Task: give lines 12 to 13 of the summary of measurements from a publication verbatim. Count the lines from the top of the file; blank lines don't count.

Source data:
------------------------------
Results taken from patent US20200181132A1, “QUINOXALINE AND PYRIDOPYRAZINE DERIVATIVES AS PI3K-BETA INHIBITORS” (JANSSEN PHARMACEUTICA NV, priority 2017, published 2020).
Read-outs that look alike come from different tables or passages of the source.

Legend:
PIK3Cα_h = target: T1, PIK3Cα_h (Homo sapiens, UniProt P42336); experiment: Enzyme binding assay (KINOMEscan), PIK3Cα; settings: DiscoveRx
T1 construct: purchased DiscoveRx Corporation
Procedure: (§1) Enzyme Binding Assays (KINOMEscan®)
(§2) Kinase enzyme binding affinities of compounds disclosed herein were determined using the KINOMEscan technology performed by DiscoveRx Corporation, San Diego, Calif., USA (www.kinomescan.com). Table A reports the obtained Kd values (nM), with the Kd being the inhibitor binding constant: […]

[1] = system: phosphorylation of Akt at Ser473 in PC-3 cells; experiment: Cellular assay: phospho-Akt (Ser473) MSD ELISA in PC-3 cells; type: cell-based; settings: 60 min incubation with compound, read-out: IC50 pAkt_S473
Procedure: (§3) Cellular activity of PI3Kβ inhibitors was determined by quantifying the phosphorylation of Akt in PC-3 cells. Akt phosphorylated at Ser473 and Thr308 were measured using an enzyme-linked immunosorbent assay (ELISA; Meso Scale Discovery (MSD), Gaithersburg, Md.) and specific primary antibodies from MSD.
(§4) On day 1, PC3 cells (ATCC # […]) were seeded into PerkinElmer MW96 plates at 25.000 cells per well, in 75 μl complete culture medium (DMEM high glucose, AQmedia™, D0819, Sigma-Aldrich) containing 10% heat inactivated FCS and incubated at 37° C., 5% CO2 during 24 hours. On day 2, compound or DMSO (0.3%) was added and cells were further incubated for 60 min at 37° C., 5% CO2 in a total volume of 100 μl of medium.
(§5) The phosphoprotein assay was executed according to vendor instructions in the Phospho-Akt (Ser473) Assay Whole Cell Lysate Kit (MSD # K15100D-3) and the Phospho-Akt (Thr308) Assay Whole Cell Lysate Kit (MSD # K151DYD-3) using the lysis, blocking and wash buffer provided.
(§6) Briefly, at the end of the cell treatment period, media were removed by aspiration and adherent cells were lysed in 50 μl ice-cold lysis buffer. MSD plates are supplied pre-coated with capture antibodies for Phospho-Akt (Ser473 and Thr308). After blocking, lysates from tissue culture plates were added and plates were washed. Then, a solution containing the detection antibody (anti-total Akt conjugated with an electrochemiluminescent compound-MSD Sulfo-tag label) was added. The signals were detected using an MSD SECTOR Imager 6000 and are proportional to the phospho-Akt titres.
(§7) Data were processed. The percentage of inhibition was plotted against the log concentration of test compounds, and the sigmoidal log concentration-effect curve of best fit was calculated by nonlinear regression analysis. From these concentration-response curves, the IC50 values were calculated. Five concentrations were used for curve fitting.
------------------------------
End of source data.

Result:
(§6) Briefly, at the end of the cell treatment period, media were removed by aspiration and adherent cells were lysed in 50 μl ice-cold lysis buffer. MSD plates are supplied pre-coated with capture antibodies for Phospho-Akt (Ser473 and Thr308). After blocking, lysates from tissue culture plates were added and plates were washed. Then, a solution containing the detection antibody (anti-total Akt conjugated with an electrochemiluminescent compound-MSD Sulfo-tag label) was added. The signals were detected using an MSD SECTOR Imager 6000 and are proportional to the phospho-Akt titres.
(§7) Data were processed. The percentage of inhibition was plotted against the log concentration of test compounds, and the sigmoidal log concentration-effect curve of best fit was calculated by nonlinear regression analysis. From these concentration-response curves, the IC50 values were calculated. Five concentrations were used for curve fitting.